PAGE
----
Monday, June 11, 2012

Report on Taxation and Redistribution in France

From the Institut des Politiques Publiques, here. I haven't had a chance to read this yet, but it looks quite interesting.

France Will Tighten Rules on Layoffs

The new government plans to make it more difficult and expensive for firms to lay off workers. "The main idea is to make redundancies so costly that it's not worth it," said Michel Sapin, the new labor minister. I'm no neoliberal apologist, but I think this is a terrible idea. France needs to improve its competitive position in the world. It has too many workers in declining industries and too many plants that are suboptimal in size and technology for today's markets. It's wishful thinking to believe that this can be combated by fiat, but the government is apparently sufficiently desperate about rising unemployment numbers to resort to a measure that is likely to worsen the situation in the medium term, even if it prevents further losses for a few months or years. Perhaps Hollande is less of a centrist than I thought he was, or perhaps the balance of forces within the party is not quite what I believed.

Joffrin Analyzes Mélenchon's Failure

For Laurent Joffrin, Jean-Luc Mélenchon failed in the presidential election and even more spectacularly in Hénin-Beaumont because he misdiagnosed the state of mind of the working class:

Autant Jean-Luc Mélenchon a fait preuve depuis un an d’un grand talent, d’un abattage exceptionnel et d’une réussite certaine en donnant à la gauche de la gauche une visibilité inédite, autant il paie le prix d’une grave confusion idéologique. Son aventure reposait sur un postulat : pour ramener à gauche les classes populaires détournées par le vote FN ou l’abstention, il fallait radicaliser le langage, la tactique et le programme. Un discours agressif et dénonciateur, le refus de toute perspective gouvernementale avec les socialistes honnis, des propositions de rupture en matière économique ou d’immigration : il fallait en tout point déclarer la guerre au réformisme. Pour séduire les ouvriers déçus par la gauche, il fallait être beaucoup plus à gauche. C’est ce raisonnement, plus que le candidat Mélenchon, qui a échoué à Hénin-Beaumont.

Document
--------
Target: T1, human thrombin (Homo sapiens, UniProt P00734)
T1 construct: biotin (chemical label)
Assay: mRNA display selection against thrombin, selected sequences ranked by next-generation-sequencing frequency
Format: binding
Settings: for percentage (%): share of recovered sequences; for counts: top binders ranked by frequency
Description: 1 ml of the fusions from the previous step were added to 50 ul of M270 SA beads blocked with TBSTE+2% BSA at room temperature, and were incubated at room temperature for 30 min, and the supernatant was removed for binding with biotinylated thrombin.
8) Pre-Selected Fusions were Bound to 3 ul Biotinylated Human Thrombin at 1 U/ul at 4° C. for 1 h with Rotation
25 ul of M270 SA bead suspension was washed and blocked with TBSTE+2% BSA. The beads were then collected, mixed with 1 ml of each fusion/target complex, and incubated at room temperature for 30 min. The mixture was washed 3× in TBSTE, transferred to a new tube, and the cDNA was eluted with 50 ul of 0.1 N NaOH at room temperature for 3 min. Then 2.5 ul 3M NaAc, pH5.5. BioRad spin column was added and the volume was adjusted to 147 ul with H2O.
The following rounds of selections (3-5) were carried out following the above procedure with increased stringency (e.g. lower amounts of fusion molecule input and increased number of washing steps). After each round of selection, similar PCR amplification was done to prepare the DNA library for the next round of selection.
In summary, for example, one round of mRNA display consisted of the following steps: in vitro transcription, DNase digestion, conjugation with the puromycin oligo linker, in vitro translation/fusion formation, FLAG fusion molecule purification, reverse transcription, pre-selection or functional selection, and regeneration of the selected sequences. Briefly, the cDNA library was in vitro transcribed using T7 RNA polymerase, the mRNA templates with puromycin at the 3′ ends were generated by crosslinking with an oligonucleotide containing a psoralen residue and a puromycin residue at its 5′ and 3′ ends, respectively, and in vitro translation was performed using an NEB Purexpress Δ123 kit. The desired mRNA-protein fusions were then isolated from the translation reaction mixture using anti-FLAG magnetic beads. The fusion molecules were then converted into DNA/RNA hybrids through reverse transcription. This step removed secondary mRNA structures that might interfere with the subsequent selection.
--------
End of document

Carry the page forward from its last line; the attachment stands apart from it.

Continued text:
Les classes populaires, contrairement au postulat mélenchoniste, ont les pieds sur terre. Elles se méfient de la radicalité verbale qui recouvre avant tout l’irréalisme. Aussi bien, un candidat qui proclame à tous vents que l’immigration ne pose aucun problème ne saurait remporter un grand succès auprès des ouvriers et des employés, qui craignent la concurrence d’une main d’œuvre sous-payée et corvéable à merci.
I think we all tend to overinterpret the results of elections. One could equally well point to the fact that the Front de Gauche was not nearly as well organized in H-B as the Front National, that Mélenchon, even more than Le Pen, was un candidat parachuté, who chose the district only because he wanted a symbolic and ego-nourishing confrontation with the leader of the FN, and that Mélenchon's focal issues were particularly ill-adapted to the situation on the ground in the district. Still, I think that Joffrin's basic point--that gauchiste intransigence did not pay off--is correct. The left of the left will now have to rethink its position. It can still play a useful role as critic of the center-left government. What was not useful was the attempt to construct a duopolistic cult of personalities pitting a charismatic orator of the extreme left against the dynamic heiress of the FN dynasty. Mélenchon défrayait la chronique for a while, but his failure leaves the left of the left adrift, leaderless, and in search of a new message. The attempt to revive, if only rhetorically, the revolutionary militancy of a bygone era has been definitively rejected. It's time to move on.